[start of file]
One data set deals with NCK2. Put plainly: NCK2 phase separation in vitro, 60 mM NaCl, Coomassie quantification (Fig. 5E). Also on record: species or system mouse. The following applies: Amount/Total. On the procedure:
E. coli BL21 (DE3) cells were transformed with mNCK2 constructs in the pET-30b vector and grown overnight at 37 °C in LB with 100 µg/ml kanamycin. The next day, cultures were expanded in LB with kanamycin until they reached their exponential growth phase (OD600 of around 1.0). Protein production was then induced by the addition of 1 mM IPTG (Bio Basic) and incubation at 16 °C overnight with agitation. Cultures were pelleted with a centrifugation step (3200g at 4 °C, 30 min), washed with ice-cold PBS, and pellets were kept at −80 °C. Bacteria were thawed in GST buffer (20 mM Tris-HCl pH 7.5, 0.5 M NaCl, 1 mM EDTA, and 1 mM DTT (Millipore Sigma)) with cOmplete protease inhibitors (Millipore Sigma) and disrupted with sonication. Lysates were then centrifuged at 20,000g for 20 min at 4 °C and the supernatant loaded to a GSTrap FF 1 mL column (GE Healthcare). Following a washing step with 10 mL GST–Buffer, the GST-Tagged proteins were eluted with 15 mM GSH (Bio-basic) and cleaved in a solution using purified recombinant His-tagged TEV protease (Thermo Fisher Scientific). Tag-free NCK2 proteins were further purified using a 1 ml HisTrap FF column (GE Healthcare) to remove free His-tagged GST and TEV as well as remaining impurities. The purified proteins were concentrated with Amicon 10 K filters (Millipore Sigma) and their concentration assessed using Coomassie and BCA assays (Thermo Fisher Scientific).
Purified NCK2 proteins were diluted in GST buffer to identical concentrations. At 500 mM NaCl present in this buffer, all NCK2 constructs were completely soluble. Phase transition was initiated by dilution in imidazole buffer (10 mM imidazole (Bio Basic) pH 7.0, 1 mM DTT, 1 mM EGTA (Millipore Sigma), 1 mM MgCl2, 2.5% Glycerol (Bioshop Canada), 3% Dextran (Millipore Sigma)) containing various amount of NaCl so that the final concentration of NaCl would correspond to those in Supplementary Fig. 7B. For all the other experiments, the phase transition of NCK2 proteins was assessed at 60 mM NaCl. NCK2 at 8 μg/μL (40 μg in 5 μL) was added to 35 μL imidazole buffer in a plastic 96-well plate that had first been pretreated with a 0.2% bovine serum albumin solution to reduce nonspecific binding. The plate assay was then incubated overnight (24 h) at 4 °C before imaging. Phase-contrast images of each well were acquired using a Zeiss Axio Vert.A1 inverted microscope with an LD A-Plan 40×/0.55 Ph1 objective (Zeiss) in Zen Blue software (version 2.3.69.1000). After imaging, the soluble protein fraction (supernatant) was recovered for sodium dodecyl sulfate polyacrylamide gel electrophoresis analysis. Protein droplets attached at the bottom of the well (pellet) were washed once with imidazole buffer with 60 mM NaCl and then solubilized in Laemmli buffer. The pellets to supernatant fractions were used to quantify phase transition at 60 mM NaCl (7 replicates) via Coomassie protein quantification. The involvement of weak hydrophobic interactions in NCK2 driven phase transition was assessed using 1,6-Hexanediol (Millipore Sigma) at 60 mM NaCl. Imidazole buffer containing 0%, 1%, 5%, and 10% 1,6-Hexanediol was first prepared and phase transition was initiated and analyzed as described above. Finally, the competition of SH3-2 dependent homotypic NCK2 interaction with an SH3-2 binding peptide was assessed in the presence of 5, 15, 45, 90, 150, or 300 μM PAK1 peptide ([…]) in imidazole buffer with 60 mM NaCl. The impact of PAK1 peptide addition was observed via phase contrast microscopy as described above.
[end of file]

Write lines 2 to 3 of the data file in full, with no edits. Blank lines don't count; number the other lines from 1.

E. coli BL21 (DE3) cells were transformed with mNCK2 constructs in the pET-30b vector and grown overnight at 37 °C in LB with 100 µg/ml kanamycin. The next day, cultures were expanded in LB with kanamycin until they reached their exponential growth phase (OD600 of around 1.0). Protein production was then induced by the addition of 1 mM IPTG (Bio Basic) and incubation at 16 °C overnight with agitation. Cultures were pelleted with a centrifugation step (3200g at 4 °C, 30 min), washed with ice-cold PBS, and pellets were kept at −80 °C. Bacteria were thawed in GST buffer (20 mM Tris-HCl pH 7.5, 0.5 M NaCl, 1 mM EDTA, and 1 mM DTT (Millipore Sigma)) with cOmplete protease inhibitors (Millipore Sigma) and disrupted with sonication. Lysates were then centrifuged at 20,000g for 20 min at 4 °C and the supernatant loaded to a GSTrap FF 1 mL column (GE Healthcare). Following a washing step with 10 mL GST–Buffer, the GST-Tagged proteins were eluted with 15 mM GSH (Bio-basic) and cleaved in a solution using purified recombinant His-tagged TEV protease (Thermo Fisher Scientific). Tag-free NCK2 proteins were further purified using a 1 ml HisTrap FF column (GE Healthcare) to remove free His-tagged GST and TEV as well as remaining impurities. The purified proteins were concentrated with Amicon 10 K filters (Millipore Sigma) and their concentration assessed using Coomassie and BCA assays (Thermo Fisher Scientific).
Purified NCK2 proteins were diluted in GST buffer to identical concentrations. At 500 mM NaCl present in this buffer, all NCK2 constructs were completely soluble. Phase transition was initiated by dilution in imidazole buffer (10 mM imidazole (Bio Basic) pH 7.0, 1 mM DTT, 1 mM EGTA (Millipore Sigma), 1 mM MgCl2, 2.5% Glycerol (Bioshop Canada), 3% Dextran (Millipore Sigma)) containing various amount of NaCl so that the final concentration of NaCl would correspond to those in Supplementary Fig. 7B. For all the other experiments, the phase transition of NCK2 proteins was assessed at 60 mM NaCl. NCK2 at 8 μg/μL (40 μg in 5 μL) was added to 35 μL imidazole buffer in a plastic 96-well plate that had first been pretreated with a 0.2% bovine serum albumin solution to reduce nonspecific binding. The plate assay was then incubated overnight (24 h) at 4 °C before imaging. Phase-contrast images of each well were acquired using a Zeiss Axio Vert.A1 inverted microscope with an LD A-Plan 40×/0.55 Ph1 objective (Zeiss) in Zen Blue software (version 2.3.69.1000). After imaging, the soluble protein fraction (supernatant) was recovered for sodium dodecyl sulfate polyacrylamide gel electrophoresis analysis. Protein droplets attached at the bottom of the well (pellet) were washed once with imidazole buffer with 60 mM NaCl and then solubilized in Laemmli buffer. The pellets to supernatant fractions were used to quantify phase transition at 60 mM NaCl (7 replicates) via Coomassie protein quantification. The involvement of weak hydrophobic interactions in NCK2 driven phase transition was assessed using 1,6-Hexanediol (Millipore Sigma) at 60 mM NaCl. Imidazole buffer containing 0%, 1%, 5%, and 10% 1,6-Hexanediol was first prepared and phase transition was initiated and analyzed as described above. Finally, the competition of SH3-2 dependent homotypic NCK2 interaction with an SH3-2 binding peptide was assessed in the presence of 5, 15, 45, 90, 150, or 300 μM PAK1 peptide ([…]) in imidazole buffer with 60 mM NaCl. The impact of PAK1 peptide addition was observed via phase contrast microscopy as described above.